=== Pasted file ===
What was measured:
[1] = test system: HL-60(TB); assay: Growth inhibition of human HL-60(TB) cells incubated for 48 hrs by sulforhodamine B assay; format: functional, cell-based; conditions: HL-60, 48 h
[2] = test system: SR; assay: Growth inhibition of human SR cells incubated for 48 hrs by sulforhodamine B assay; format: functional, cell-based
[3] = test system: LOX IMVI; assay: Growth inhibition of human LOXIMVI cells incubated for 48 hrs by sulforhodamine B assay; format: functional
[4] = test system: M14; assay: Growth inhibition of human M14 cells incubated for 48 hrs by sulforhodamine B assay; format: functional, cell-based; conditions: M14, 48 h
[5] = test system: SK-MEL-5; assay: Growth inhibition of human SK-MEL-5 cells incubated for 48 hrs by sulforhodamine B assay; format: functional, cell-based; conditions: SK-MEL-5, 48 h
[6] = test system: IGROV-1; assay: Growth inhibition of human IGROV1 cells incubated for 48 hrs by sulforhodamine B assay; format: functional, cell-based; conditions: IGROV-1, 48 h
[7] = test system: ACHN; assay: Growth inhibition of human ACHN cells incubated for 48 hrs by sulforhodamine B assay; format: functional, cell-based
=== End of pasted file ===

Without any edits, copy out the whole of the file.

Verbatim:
What was measured:
[1] = test system: HL-60(TB); assay: Growth inhibition of human HL-60(TB) cells incubated for 48 hrs by sulforhodamine B assay; format: functional, cell-based; conditions: HL-60, 48 h
[2] = test system: SR; assay: Growth inhibition of human SR cells incubated for 48 hrs by sulforhodamine B assay; format: functional, cell-based
[3] = test system: LOX IMVI; assay: Growth inhibition of human LOXIMVI cells incubated for 48 hrs by sulforhodamine B assay; format: functional
[4] = test system: M14; assay: Growth inhibition of human M14 cells incubated for 48 hrs by sulforhodamine B assay; format: functional, cell-based; conditions: M14, 48 h
[5] = test system: SK-MEL-5; assay: Growth inhibition of human SK-MEL-5 cells incubated for 48 hrs by sulforhodamine B assay; format: functional, cell-based; conditions: SK-MEL-5, 48 h
[6] = test system: IGROV-1; assay: Growth inhibition of human IGROV1 cells incubated for 48 hrs by sulforhodamine B assay; format: functional, cell-based; conditions: IGROV-1, 48 h
[7] = test system: ACHN; assay: Growth inhibition of human ACHN cells incubated for 48 hrs by sulforhodamine B assay; format: functional, cell-based